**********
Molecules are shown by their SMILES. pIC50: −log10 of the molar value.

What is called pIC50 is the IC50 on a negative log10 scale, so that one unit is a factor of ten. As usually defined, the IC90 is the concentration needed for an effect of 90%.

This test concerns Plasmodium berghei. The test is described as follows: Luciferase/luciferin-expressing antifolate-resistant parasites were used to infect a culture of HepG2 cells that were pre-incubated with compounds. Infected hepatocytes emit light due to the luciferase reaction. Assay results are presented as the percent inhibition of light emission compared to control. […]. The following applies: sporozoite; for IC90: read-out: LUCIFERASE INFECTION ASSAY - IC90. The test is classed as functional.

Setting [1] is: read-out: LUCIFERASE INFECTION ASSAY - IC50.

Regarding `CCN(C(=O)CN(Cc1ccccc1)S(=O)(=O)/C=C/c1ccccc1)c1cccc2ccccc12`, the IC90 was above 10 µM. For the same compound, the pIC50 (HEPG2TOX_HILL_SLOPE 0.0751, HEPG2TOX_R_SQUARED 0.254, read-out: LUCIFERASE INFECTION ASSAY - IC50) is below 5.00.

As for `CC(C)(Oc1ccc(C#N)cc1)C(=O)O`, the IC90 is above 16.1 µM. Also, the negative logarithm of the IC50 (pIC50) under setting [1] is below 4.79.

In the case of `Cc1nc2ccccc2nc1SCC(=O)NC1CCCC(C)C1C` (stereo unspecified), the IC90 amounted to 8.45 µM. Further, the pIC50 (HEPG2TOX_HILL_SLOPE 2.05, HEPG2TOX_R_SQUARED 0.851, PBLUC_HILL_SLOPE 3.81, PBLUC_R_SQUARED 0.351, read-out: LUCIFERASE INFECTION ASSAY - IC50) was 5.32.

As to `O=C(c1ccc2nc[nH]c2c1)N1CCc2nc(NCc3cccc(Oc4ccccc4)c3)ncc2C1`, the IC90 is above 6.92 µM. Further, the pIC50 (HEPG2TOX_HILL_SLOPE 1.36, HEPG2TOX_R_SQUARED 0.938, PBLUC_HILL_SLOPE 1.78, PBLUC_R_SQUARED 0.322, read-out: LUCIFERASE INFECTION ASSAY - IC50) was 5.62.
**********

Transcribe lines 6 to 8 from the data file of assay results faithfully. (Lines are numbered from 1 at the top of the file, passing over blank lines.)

As for `CC(C)(Oc1ccc(C#N)cc1)C(=O)O`, the IC90 is above 16.1 µM. Also, the negative logarithm of the IC50 (pIC50) under setting [1] is below 4.79.

In the case of `Cc1nc2ccccc2nc1SCC(=O)NC1CCCC(C)C1C` (stereo unspecified), the IC90 amounted to 8.45 µM. Further, the pIC50 (HEPG2TOX_HILL_SLOPE 2.05, HEPG2TOX_R_SQUARED 0.851, PBLUC_HILL_SLOPE 3.81, PBLUC_R_SQUARED 0.351, read-out: LUCIFERASE INFECTION ASSAY - IC50) was 5.32.

As to `O=C(c1ccc2nc[nH]c2c1)N1CCc2nc(NCc3cccc(Oc4ccccc4)c3)ncc2C1`, the IC90 is above 6.92 µM. Further, the pIC50 (HEPG2TOX_HILL_SLOPE 1.36, HEPG2TOX_R_SQUARED 0.938, PBLUC_HILL_SLOPE 1.78, PBLUC_R_SQUARED 0.322, read-out: LUCIFERASE INFECTION ASSAY - IC50) was 5.62.